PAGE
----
Get the inside knowledge: IFMGA Mountain Guide Caroline George offers some beta on route-finding, gear, and tackling the cruxes of Chamonix's classic AD alpine route, Cosmiques Arete.
DANGER: There has been significant rock fall on Cosmiques Arete. Seek advice before tackling the route.
When I first started alpine climbing Cosmiques Arete was at the top of my tick-list. And later, when I started taking friends in the mountains, I told them this was the line to climb! Now, as a guide, I never tire of following this perfect arete, with one foot on the steep north face dropping steeply away to Chamonix 2,000m below, and the other on the sunny side high above the Midi plateau, looking out to the Aiguille Verte, the Grandes Jorasses, the Dent du Geant, the border to Italy beyond, Mont Blanc du Tacul and all the way to Mont Blanc.
The quick access to the ridge and the relatively easy level is what makes this ridge so popular – sometimes, overly popular. It’s good to avoid Cosmiques in the summertime and on weekends, as lots of people who don’t know how to move efficiently along a ridge can create bottlenecks on the crux sections of the climb.
Accessing the ridge
But back to the quick access: riding the Aiguille du Midi lift to 3,842m is an already thrilling experience. Built in 1955, this was then the world's highest cable car. The view from the windows over the North Face of the Aiguille du Midi is spectacular.
From here, descend the sometimes knife-edge ridge from the top of the Aiguille du Midi to access to the Midi Plateau. In itself, it's a good way to sharpen your skills at down-climbing in crampons with the exposure of the north face lapping at your feet.
The hike across the Midi Plateau is much more mellow, and will give you time to take in the view and watch a few climbers enjoying the perfect orange granite of the South Face of the Aiguille du Midi. Pass the Cosmiques Hut and then start climbing back up to the start of the ridge proper; a break by the old Abri Simond shelter is usually in order first.
Starting the climb
Depending on conditions, remove your crampons or keep them on. The ridge hereafter is either an easy snow climb with a few easy rock moves earlier in the season; or if the snow has melted away, a more demanding climb. When in doubt as to where the route goes, follow the rock that is most scratched by crampons. It's hard to get lost!
The first section stays mostly close to the ridgeline. When you reach the first sub-summit, you have to do two abseils, or a down-climb and abseil. The anchors are fixed but the rappels are 25m long so make sure you pack at least a 50m single rope.
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From the bottom of the last rappel, contour and then climb the backside of a big and obvious gendarme. This is one of the cruxes of the route as the climbing is a little bit technical. To move people along, local guides drilled perfectly placed holes to fit your crampons into: one foot on the right, backstop the left foot, lean over and grab the backside of a flake and mantel on the small platform. Up and left are a pin and bolt to belay your partner.
Next, you down-climb a few metres using perfect vertical cracks to balance your way down, before climbing up a steeper mixed or snow pitch, depending on the season, to get back on the ridge proper.
But not for long. Look for an obvious slanting corner to the right and keep traversing while contouring another small gendarme. There the route traverses the south face for quite a way, but there many horns along the way to protect your party. Another little descent followed by a snow climb will have you contouring the last majestic gendarme on the ridge.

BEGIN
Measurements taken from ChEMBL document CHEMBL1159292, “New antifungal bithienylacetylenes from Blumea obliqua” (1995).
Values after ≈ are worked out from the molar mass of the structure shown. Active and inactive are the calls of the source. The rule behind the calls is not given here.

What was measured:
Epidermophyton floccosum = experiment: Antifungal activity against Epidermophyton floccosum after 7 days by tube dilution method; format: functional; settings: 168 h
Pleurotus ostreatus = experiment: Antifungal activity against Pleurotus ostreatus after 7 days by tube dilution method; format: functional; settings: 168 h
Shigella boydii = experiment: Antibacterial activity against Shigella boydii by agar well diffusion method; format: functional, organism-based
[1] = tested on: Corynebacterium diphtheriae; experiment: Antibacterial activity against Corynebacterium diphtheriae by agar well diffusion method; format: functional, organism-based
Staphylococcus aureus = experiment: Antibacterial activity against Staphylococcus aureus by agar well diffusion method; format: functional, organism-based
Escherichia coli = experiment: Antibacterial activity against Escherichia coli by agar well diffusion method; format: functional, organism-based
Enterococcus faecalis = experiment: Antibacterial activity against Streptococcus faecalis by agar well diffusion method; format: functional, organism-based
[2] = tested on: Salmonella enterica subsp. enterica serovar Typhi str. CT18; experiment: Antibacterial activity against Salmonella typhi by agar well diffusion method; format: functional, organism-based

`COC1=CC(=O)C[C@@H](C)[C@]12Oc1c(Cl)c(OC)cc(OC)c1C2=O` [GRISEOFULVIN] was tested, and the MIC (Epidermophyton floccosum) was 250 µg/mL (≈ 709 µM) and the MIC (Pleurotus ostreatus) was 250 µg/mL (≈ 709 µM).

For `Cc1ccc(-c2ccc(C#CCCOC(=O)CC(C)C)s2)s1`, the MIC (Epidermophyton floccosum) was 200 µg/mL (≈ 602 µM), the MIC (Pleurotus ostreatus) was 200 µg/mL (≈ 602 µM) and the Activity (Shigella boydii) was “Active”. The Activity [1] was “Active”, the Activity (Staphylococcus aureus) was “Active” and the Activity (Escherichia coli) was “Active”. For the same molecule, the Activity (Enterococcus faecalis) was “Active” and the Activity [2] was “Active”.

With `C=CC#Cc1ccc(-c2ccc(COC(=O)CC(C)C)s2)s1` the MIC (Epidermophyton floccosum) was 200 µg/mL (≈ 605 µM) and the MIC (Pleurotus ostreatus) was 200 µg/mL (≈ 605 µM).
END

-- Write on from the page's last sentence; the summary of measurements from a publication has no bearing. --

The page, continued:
From here you might get to watch a strong crack climber try to free climb Digital Crack, the highest 8a in the world, which was first climbed by Thierry Renault and Alain Ghersen. But stay focused here as the crux is coming up next. If you’re there on a busy day, you can sit here for a long time, watching people do their best to climb this 5m section.
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Again, you’ll find holes drilled into the rock to place your crampons into. The beta here is: once you’re standing on the flake below the crack, put your left foot into the hole on the right. I know: a weird move, but one that will get you into the right sequence! I bet George and Maxwell Finch, who made the first ascent in 1911, pre-cable car, would turn in their graves if they knew the climb had been remodeled that way.
The crack is positive and solid. you can belay your partner at a set of bolts just above the crack or run a long pitch to the platform above (no anchors there). From the platform, the climb takes on a more serious feel as you traverse into the north face, climbing up a set of often iced-up chimneys to finally reach the top of the ridge, where you're usually greeted by lots of tourist who are so excited to take a picture of a now true alpinist with Mont Blanc in the background, and who will be even more excited to see you join them after climbing the steep metal ladder to the viewing platform!
The Cosmiques Ridge is a classic. It's one of the most aesthetic ridges out there with perfect orange granite mixed in with snow and ice; and one that demands a full range of skills: mixed climbing, rock climbing, route finding, proper use of the rope for maximum safety and efficiency, abseiling and gear placements.
On that note, you don’t need to bring a big rack but a Black Diamond no 0.5, 0.75 and no 1 will go a long way on this ridge. Early season in particular it is harder to use horns on the ridge for protection as they are buried, so err on the side of caution. Enjoy!
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